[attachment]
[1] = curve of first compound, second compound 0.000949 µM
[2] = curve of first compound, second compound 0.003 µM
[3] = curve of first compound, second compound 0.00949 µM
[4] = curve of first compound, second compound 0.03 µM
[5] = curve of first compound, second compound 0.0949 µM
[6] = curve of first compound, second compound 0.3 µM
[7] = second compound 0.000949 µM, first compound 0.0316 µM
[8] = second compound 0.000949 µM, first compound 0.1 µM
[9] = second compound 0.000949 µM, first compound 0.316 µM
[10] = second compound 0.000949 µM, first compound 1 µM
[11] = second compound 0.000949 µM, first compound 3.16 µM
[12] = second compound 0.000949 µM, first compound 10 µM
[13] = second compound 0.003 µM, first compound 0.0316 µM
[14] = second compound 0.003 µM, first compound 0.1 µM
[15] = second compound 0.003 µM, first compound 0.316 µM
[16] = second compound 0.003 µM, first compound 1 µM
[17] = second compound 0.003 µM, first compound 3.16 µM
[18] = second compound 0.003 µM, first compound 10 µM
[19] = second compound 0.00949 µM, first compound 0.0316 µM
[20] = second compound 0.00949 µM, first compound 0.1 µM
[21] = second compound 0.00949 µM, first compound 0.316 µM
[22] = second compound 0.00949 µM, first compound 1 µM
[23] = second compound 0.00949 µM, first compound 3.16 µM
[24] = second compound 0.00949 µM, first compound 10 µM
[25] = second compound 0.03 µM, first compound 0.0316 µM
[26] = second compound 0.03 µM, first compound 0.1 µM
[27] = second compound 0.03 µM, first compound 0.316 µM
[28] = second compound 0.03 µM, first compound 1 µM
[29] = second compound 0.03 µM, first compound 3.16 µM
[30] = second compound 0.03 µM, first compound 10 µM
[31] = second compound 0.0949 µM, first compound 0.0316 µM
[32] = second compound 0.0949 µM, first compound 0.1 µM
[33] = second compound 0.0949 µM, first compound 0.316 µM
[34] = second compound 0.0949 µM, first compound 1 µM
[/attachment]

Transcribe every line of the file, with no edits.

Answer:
[1] = curve of first compound, second compound 0.000949 µM
[2] = curve of first compound, second compound 0.003 µM
[3] = curve of first compound, second compound 0.00949 µM
[4] = curve of first compound, second compound 0.03 µM
[5] = curve of first compound, second compound 0.0949 µM
[6] = curve of first compound, second compound 0.3 µM
[7] = second compound 0.000949 µM, first compound 0.0316 µM
[8] = second compound 0.000949 µM, first compound 0.1 µM
[9] = second compound 0.000949 µM, first compound 0.316 µM
[10] = second compound 0.000949 µM, first compound 1 µM
[11] = second compound 0.000949 µM, first compound 3.16 µM
[12] = second compound 0.000949 µM, first compound 10 µM
[13] = second compound 0.003 µM, first compound 0.0316 µM
[14] = second compound 0.003 µM, first compound 0.1 µM
[15] = second compound 0.003 µM, first compound 0.316 µM
[16] = second compound 0.003 µM, first compound 1 µM
[17] = second compound 0.003 µM, first compound 3.16 µM
[18] = second compound 0.003 µM, first compound 10 µM
[19] = second compound 0.00949 µM, first compound 0.0316 µM
[20] = second compound 0.00949 µM, first compound 0.1 µM
[21] = second compound 0.00949 µM, first compound 0.316 µM
[22] = second compound 0.00949 µM, first compound 1 µM
[23] = second compound 0.00949 µM, first compound 3.16 µM
[24] = second compound 0.00949 µM, first compound 10 µM
[25] = second compound 0.03 µM, first compound 0.0316 µM
[26] = second compound 0.03 µM, first compound 0.1 µM
[27] = second compound 0.03 µM, first compound 0.316 µM
[28] = second compound 0.03 µM, first compound 1 µM
[29] = second compound 0.03 µM, first compound 3.16 µM
[30] = second compound 0.03 µM, first compound 10 µM
[31] = second compound 0.0949 µM, first compound 0.0316 µM
[32] = second compound 0.0949 µM, first compound 0.1 µM
[33] = second compound 0.0949 µM, first compound 0.316 µM
[34] = second compound 0.0949 µM, first compound 1 µM